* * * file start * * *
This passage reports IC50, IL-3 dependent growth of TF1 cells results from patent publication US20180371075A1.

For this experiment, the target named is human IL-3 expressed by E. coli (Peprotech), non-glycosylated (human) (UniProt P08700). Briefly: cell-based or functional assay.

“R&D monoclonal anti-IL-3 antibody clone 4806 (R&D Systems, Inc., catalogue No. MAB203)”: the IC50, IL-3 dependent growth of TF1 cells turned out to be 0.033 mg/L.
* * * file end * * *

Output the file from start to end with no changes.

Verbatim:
This passage reports IC50, IL-3 dependent growth of TF1 cells results from patent publication US20180371075A1.

For this experiment, the target named is human IL-3 expressed by E. coli (Peprotech), non-glycosylated (human) (UniProt P08700). Briefly: cell-based or functional assay.

“R&D monoclonal anti-IL-3 antibody clone 4806 (R&D Systems, Inc., catalogue No. MAB203)”: the IC50, IL-3 dependent growth of TF1 cells turned out to be 0.033 mg/L.